Daily News: Finally, courage emerges in Albany over gay marriage debate
By Errol Louis
Emotions and political stakes will be running high today as Gov. Paterson formally launches his campaign to legalize same-sex marriage in New York.
If Paterson is successful, the Empire State will become by far the most populous state to sanction gay marriage, joining Connecticut, Iowa, Massachusetts and Vermont.
That would catapult Paterson into the national spotlight as a civil rights champion and shore up his sagging poll numbers in advance of next year's elections.
"This, I think, will be the defining moment in the governor's career," said Sen. Thomas Duane, the openly gay Manhattan pol who has gamely introduced a marriage equality bill year after year since 2001, only to see it die without so much as a vote in the state Senate.
"I believe that we can win this year," he told me. "I don't want to lose, and I don't think the gov can afford to lose right now."
Duane's right: Other than the budget, Paterson's handling of the bill could be the most high-profile issue he touches between now and the 2010 elections.
And he's not the only one with a lot on the line. Gay marriage, like abortion and the death penalty, is a hot-button question that will force every member of the Legislature to dig deep and decide what they stand for.
That's a welcome development for a public accustomed to pols who rarely take chances.
The tricky part, political insiders agree, will be getting the bill through the Senate. (Full disclosure: my wife is a consultant to the Democratic Senatorial Campaign Committee.)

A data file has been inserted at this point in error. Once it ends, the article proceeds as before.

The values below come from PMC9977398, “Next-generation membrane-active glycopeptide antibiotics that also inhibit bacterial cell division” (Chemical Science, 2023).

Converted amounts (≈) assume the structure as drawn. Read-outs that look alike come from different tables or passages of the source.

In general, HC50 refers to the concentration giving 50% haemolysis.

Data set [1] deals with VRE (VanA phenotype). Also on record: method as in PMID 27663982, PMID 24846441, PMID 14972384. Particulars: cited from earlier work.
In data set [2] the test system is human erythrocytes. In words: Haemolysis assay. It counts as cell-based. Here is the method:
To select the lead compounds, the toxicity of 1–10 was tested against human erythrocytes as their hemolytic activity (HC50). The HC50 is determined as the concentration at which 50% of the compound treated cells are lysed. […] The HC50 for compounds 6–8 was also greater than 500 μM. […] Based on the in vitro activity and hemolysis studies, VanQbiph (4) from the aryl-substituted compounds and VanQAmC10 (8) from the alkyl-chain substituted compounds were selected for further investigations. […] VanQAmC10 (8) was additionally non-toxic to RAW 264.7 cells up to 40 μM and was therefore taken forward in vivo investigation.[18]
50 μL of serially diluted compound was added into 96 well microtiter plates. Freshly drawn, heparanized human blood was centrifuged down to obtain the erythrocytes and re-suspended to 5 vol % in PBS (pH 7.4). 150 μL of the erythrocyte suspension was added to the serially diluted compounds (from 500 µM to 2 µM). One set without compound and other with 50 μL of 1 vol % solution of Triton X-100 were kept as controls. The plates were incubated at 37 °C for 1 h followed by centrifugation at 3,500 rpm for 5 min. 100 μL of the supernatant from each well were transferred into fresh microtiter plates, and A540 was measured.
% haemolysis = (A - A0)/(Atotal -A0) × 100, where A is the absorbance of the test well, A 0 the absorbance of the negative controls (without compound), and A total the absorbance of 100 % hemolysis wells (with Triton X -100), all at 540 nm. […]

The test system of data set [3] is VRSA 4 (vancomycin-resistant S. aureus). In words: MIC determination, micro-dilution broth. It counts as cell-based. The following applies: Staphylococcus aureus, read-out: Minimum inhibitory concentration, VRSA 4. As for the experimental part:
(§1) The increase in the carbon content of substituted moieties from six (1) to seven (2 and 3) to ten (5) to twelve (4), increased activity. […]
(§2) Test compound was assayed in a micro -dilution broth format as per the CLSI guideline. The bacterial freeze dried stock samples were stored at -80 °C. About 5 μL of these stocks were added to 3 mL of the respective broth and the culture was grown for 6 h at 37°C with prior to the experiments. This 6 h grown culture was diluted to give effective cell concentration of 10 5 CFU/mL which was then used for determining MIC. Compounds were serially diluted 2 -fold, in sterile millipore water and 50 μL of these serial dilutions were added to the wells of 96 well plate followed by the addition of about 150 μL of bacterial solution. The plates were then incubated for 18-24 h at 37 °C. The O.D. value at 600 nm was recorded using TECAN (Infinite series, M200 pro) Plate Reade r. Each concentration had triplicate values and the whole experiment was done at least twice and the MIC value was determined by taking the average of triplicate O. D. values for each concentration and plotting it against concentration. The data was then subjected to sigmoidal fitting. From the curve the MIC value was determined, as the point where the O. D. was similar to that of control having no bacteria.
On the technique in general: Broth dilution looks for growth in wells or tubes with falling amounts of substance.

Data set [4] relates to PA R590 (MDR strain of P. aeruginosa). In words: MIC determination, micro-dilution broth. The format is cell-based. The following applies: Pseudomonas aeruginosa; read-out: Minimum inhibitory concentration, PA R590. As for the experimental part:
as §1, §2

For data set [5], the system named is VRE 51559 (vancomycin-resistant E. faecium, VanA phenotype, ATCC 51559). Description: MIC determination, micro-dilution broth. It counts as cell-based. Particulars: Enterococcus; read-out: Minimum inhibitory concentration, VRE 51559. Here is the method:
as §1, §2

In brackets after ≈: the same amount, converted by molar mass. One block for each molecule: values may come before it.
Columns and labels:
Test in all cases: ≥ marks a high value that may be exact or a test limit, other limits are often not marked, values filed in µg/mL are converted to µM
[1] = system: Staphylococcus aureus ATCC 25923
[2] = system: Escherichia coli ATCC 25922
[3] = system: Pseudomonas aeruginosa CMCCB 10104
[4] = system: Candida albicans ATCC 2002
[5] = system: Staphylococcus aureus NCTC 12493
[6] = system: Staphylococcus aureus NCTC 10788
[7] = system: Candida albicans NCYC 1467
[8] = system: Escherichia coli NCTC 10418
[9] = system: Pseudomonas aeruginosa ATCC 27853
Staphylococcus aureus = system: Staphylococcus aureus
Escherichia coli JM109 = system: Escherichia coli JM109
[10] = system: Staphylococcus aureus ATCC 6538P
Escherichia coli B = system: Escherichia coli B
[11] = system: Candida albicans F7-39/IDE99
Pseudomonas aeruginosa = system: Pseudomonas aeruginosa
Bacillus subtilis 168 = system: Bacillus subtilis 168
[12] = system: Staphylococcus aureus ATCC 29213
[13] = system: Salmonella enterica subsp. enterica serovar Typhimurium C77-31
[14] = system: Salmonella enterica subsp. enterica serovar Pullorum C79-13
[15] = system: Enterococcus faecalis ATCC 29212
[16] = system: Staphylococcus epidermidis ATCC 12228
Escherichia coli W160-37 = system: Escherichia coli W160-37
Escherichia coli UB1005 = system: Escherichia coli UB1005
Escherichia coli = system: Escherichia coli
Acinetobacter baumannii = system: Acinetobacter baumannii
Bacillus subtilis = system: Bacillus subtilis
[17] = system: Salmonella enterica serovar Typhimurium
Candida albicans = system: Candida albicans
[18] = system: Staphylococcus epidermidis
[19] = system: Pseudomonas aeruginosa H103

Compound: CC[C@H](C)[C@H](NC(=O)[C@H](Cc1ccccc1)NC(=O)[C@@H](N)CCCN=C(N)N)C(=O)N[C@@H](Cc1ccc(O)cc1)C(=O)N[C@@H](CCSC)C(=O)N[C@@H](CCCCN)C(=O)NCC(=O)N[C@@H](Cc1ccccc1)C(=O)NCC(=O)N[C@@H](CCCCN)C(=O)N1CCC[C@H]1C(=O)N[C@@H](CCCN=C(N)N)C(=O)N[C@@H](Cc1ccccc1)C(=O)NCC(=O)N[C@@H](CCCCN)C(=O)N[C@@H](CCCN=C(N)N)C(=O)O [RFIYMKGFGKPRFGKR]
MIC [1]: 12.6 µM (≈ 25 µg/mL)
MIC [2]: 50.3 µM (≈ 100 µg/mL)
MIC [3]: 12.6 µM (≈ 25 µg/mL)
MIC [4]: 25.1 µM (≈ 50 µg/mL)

For years, when Republicans controlled the upper house, there were no formal hearings, no debate and no floor vote.
Squelching debate allowed senators of both parties to posture on the subject. Some gave lip service to the idea of gay marriage, secure in the knowledge that they might never actually have to cast a controversial vote.
Others avoided friction in their home districts by simply refusing to say how they might vote if the matter ever hit the floor.
By forcing the issue, Paterson will nudge a number of straddlers off the fence.
That puts several black senators in an especially tricky position, torn between wanting to support same-sex marriage but wary of the strong sentiment against it in many black churches, which remain the cultural and political base of most black pols.
Senate Majority Leader Malcolm Smith knows this better than anyone. His political mentor, former employer and current pastor, the Rev. Floyd Flake, opposes gay marriage - and, presumably, so do many of the nearly 20,000 members of Flake's Allen A.M.E. church.
"My membership is pretty much conservative, and I think most black church membership is very conservative on that issue," Flake said in a 2004 television interview.
The numbers support Flake's reading: According to a recent Quinnipiac University poll, only 33% of black New Yorkers think same-sex couples should be allowed to marry - considerably less than the 41% of all voters, and 49% of all Dems, who support gay marriage.
Smith has openly declared he will try to round up the 32 votes needed for passage, a commendable act of political courage under the circumstances.
Duane says his thus-far uncommitted black Democratic colleagues - and, for that matter, a number of Republicans - will have to do some soul-searching as the debate proceeds.
"I think that this is a time and an issue where elected officials, while not totally disregarding politics, actually have to use their own hearts as the deciding factor," he told me. "This vote is an inside job."